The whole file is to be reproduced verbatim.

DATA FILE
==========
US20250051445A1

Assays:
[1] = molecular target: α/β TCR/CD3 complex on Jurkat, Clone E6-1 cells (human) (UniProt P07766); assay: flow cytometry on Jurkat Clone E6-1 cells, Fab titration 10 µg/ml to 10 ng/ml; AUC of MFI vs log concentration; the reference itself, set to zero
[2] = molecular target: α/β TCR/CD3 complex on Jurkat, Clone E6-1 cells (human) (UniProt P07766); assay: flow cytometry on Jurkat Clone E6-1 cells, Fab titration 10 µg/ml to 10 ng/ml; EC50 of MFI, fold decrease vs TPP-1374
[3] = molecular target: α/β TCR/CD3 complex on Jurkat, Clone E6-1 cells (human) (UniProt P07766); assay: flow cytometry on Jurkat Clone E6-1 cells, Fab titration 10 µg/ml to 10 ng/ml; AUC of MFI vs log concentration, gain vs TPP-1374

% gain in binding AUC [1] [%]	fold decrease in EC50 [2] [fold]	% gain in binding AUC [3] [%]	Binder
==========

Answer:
US20250051445A1

Assays:
[1] = molecular target: α/β TCR/CD3 complex on Jurkat, Clone E6-1 cells (human) (UniProt P07766); assay: flow cytometry on Jurkat Clone E6-1 cells, Fab titration 10 µg/ml to 10 ng/ml; AUC of MFI vs log concentration; the reference itself, set to zero
[2] = molecular target: α/β TCR/CD3 complex on Jurkat, Clone E6-1 cells (human) (UniProt P07766); assay: flow cytometry on Jurkat Clone E6-1 cells, Fab titration 10 µg/ml to 10 ng/ml; EC50 of MFI, fold decrease vs TPP-1374
[3] = molecular target: α/β TCR/CD3 complex on Jurkat, Clone E6-1 cells (human) (UniProt P07766); assay: flow cytometry on Jurkat Clone E6-1 cells, Fab titration 10 µg/ml to 10 ng/ml; AUC of MFI vs log concentration, gain vs TPP-1374

% gain in binding AUC [1] [%]	fold decrease in EC50 [2] [fold]	% gain in binding AUC [3] [%]	Binder